I'm going to post my current thoughts by re-using a bit I posted in another thread.
The comment I was responding to was using the time since Hayward's original injury in Oct, 2017, as the timeline for comparison to Paul George's recovery.
That timeline is incorrect. A major difference between George's recovery and Hayward's is that Hayward had follow-up surgery in May of 2018 -- just 12 months ago.
It's also important to note USG. George initially came back for a few games in the Spring 2015 of the season following his injury and didn't play all that great, continued rehabbing and training during the Summer and then finally hit the ground running the following Fall 2015 as the top scoring options on his team, getting a whopping 30% USG% and 18 FGA per game. Yes he was efficient, with a solid 55.7% TS% scoring efficiency. But he isn't scoring 23.1 points per game without taking a lot of shots.
Over the last couple of months, most of Hayward's efficiency stats were finally back to his pre-injury levels. He posted the following TS% efficiency rates down the stretch:
Feb: 64.4% TS (17.7% USG, 80 FGA)
Mar: 62.3% TS (20.1% USG, 99 FGA)
Apr: 76.2% TS (18.4% USG, 40 FGA)
Playoffs (IND): 61.5% TS (17.3% USG, 39 FGA)
Playoffs (MIL): 48.4% TS (14.1% USG, 35 FGA)
So as you can see, up until these last few games, which represents a pretty tiny sample, his scoring efficiency has been elite for the last 3 months ... but we just haven't used him very much.
Gordon is not going to post 25 points per game taking that few of shots per game.
And on this team as it is constructed, with usage dominated by Kyrie (who gets over 30% USG) and several other second level scoring options, there has just been no means for Gordon to post up big counting stats.
So that's why his box scores don't look like healthy Paul George box scores.
That last sample is literally an average of just 7 FGA per game. Gordon was more and more 'frozen out' of the offense in that game as his touch rate (touches of the ball) dropped precipitously lower than what he'd averaged in the prior months. Over the last 10 games of the regular season, when he was clearly playing his best ball, he averaged ~50 touches of the ball per game. In these last 4 games of the playoffs, that had dropped to under 38 touches per game. In the 2nd-to-last game, the one that put the stake through our season, he touched the ball just 27 times.
Think about that. How on earth can a player contribute if he just isn't getting the ball?
People scream, "Why doesn't he shoot more?"
In that 27 touch game he took 5 FGA. That's means that he took a shot roughly every 5th touch of the ball. That's consistent with how he played overall in the playoffs: One True Scoring Attempt per 4.9 touches. That's not quite as aggressive as we'd like him to be. During the last 10 games of the regular season, when he was playing his best ball as a Celtic, that was up to on TSA every 4.1 touches.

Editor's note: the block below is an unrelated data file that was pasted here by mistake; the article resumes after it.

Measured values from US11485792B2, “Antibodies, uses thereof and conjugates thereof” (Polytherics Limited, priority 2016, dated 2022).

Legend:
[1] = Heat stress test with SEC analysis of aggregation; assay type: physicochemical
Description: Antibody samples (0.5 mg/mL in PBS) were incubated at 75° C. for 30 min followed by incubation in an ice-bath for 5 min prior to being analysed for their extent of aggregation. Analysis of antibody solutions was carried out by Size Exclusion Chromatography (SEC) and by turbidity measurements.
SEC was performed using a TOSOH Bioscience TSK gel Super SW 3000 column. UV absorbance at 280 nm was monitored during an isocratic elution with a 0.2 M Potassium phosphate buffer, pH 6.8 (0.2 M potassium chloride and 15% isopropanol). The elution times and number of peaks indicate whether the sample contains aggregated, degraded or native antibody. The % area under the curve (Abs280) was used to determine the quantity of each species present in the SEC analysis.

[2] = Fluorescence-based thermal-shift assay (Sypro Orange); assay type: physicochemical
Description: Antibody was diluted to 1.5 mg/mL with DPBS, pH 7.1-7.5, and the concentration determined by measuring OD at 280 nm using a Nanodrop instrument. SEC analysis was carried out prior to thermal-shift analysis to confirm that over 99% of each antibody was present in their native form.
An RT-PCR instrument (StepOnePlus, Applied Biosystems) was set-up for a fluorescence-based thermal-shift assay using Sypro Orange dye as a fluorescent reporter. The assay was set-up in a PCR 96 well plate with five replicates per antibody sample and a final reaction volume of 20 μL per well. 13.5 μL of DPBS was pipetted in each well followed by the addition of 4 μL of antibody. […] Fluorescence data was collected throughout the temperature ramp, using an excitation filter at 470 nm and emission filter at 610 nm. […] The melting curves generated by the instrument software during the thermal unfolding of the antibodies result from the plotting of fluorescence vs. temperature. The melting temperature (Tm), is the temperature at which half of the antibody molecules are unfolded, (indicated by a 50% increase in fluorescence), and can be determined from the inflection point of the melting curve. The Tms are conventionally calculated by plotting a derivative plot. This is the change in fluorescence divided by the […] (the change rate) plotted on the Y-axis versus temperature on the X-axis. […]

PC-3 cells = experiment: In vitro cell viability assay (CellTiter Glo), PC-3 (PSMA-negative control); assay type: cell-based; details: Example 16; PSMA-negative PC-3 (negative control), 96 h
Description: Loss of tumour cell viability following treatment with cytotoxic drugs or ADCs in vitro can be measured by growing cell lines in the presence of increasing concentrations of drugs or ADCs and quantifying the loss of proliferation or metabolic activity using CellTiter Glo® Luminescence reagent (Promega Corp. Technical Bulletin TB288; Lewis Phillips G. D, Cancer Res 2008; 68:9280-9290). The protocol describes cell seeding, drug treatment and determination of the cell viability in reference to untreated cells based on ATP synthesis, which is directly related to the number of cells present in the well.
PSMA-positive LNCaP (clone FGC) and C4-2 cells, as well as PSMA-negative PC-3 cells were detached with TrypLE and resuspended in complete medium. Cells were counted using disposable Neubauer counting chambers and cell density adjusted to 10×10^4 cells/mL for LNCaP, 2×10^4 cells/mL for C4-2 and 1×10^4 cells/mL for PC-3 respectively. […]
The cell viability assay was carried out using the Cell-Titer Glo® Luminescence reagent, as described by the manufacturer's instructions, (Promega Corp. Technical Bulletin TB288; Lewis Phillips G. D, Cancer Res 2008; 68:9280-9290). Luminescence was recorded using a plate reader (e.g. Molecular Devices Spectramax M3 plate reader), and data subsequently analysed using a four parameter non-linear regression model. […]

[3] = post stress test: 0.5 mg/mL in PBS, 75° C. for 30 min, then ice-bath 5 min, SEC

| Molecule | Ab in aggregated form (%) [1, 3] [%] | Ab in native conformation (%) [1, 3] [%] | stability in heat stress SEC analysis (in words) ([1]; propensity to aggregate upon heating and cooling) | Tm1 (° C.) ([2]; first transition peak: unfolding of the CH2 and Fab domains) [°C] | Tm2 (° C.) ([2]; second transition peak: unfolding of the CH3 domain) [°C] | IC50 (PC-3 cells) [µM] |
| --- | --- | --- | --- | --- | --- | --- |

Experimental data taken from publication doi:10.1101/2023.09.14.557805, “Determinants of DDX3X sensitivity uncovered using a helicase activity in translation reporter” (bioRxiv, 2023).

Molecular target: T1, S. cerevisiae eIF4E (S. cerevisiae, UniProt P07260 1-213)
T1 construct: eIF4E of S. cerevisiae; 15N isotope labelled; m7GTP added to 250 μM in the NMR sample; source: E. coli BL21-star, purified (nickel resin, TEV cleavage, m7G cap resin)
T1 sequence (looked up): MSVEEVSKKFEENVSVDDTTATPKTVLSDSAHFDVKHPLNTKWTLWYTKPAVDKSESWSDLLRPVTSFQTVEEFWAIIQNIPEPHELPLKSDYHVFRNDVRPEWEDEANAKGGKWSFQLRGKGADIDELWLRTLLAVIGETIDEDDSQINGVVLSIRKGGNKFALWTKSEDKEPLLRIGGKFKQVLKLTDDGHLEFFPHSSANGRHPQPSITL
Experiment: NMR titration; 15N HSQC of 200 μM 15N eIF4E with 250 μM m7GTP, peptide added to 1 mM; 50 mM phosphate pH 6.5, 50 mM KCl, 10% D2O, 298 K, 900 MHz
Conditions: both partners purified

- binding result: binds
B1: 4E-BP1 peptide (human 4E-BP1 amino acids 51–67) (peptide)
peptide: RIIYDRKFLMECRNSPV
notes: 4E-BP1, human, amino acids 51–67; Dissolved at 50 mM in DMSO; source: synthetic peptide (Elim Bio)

In his last season at UTAH, he touched the ball 4563 times. He had 1345 True Scoring Attempts that season which means he was more aggressive, attempting to score once every 3.4 touches. He of course got a ton more touches at 62.5 per game.
But clearly, we want him, at his efficiency to be aggressively trying to score more frequently than once every 4 touches.
My overall point is that, all evidence is that his ability to score efficiently seems to be back. The tiny sample of the last few games doesn't change that. But he's not getting anywhere near enough utilization to post the kind of counting stat numbers to make a lot of fans happy. And that is caused by a combination of (a) not enough touches of the ball (which is on the team) and (c) not quite enough aggression (which is still on him).
I think there is no reason to think that he can't make a complete return to his former mojo by next Fall. All it really should take is a commitment by the team to use him and for Brad to simply tell him to be more aggressive. There is no reason, assuming his health doesn't go backwards, that he can't become a mid-20s, high-efficiency scorer again.
BUT ... the Celtics as a team need to decide what they want to be on offense. If the offense is still oriented around Kyrie Irving, getting ~32% USG, dominating touches and shots, and we also add an Anthony Davis who will command heavy USG and we also want to develop whichever Jay we retain to become a confident volume scorer ... then I'm dubious that Gordon will ever get the committed utilization needed to make fans happy with his contract.
To sum up: I feel pretty confident that Hayward should be able to return to his former abilities, if he isn't there already then certainly by next Fall. However I just don't know if he will ever get high enough utilization to realize his former numbers on a team with the offense dominated by Kyrie and expected to share a ton of shots by so many others -- especially if we add Davis.
So whether Hayward will ever 'pay off' in on-court value is going to depend pretty heavily on what the roster ends up looking like after this summer. And that's a wide-open question at the moment.